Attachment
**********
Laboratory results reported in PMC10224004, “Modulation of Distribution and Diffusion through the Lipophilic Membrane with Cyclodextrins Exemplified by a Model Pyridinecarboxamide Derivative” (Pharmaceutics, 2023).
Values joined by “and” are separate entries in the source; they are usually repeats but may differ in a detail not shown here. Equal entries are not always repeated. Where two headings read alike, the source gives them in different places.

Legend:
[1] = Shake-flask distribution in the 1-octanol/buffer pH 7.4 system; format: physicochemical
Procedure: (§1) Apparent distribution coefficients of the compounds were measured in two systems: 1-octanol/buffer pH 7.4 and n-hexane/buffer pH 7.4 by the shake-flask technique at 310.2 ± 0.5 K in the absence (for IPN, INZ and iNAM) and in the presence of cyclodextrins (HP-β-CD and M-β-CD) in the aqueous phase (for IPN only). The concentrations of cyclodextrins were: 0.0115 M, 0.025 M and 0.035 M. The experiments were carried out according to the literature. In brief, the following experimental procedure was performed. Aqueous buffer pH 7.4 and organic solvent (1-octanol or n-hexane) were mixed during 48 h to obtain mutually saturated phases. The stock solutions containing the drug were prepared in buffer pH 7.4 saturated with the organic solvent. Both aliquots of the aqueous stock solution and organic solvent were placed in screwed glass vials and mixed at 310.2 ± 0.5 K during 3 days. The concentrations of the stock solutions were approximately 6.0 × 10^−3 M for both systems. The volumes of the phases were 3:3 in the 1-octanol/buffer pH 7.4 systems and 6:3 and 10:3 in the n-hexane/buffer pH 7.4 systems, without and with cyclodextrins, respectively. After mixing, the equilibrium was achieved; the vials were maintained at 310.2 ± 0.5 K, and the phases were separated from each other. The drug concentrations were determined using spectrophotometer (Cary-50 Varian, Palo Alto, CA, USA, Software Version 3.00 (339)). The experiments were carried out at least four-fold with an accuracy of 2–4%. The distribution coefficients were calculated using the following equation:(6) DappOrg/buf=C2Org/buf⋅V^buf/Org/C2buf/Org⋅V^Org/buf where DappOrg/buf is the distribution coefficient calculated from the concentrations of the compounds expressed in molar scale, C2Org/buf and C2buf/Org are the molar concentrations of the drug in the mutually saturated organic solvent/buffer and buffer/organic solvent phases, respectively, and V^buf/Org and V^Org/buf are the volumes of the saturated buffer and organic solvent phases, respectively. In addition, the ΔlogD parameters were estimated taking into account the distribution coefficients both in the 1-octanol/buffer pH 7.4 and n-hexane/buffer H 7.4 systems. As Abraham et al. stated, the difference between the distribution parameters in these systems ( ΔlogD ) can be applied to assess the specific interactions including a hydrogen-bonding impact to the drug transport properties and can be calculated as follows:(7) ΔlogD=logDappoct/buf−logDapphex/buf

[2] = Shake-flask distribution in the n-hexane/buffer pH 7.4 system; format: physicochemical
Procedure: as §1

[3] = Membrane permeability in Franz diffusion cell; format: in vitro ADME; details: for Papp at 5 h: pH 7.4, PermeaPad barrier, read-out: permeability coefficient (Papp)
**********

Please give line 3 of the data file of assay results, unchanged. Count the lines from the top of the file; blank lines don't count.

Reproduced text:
Legend: